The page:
CLEAZER: A question was asked about people's future Marvel Age Masterworks-buying plans once the Silver Age superheroes are done. The overwhelming majority of respondents indicated that they intend to keep going and want the Masterworks to march onwards. Some people might slow down, and just pick up their favorites from the Bronze Age, but very few people indicated that 
they'd stop when the Silver Age was done. The message here is loud and clear: Keep the Masterworks coming!

GORMUU: This is definitely heartening. Losing 6% of your buyers isn't anything to sneeze at, and I honestly don't think they're going to be replaced once Marvel starts printing more '70s and '80s material. But it's also not a stake through the heart. Masterworks ought to be more than capable of plugging right along once the baseline Marvel Age volumes are being culled from the so-called Bronze Age and beyond.

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C) Masterworks on the Fast Track

Question: "Which Masterworks line would you most like to see fast-tracked?"

Thor: 17%

Avengers: 17%

Amazing Spider-Man: 16%

None of the above: 12%

Uncanny X-Men: 8%

Fantastic Four: 6%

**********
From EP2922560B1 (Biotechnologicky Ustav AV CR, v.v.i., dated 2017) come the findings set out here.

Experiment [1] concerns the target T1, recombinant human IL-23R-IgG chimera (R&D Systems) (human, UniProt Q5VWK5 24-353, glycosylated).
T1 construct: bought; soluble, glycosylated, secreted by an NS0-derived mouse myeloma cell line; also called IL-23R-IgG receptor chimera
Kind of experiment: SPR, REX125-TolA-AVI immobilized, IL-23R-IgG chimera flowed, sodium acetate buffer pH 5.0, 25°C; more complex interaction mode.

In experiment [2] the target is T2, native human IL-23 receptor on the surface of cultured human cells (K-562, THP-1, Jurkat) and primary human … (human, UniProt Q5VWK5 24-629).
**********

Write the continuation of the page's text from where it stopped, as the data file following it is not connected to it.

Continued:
Sgt. Fury: 5%

Sub-Mariner: 5%

CLEAZER: The three predicted titles populate the top of the list for now, though like FF, Thor may drop down when the Kirby material is exhausted. None of the above lost a few votes this year, while Uncanny X-Men picked up a respectable amount. The good news is that it seems like we've already been getting steady regular releases from Thor, Avengers, and Spidey.

CLEAZER: Once the Lee/Kirby period of Thor passes, I think it'll go down to single digits. A high single digits, because the post-Kirby material is still very strong, but not enough to place it atop the list, that's for sure. Avengers will always be at or near the top. It just will. And I think Spidey will remain strong for a long time, too.

The book I think would benefit from fast-tracking the most is Uncanny X-Men. Unlike its other peers in the Masterworks libraries, the issue to issue plots and subplots really start to get thick, and a faster clip of books would help grab and hold buyer enthusiasm for keeping up with them.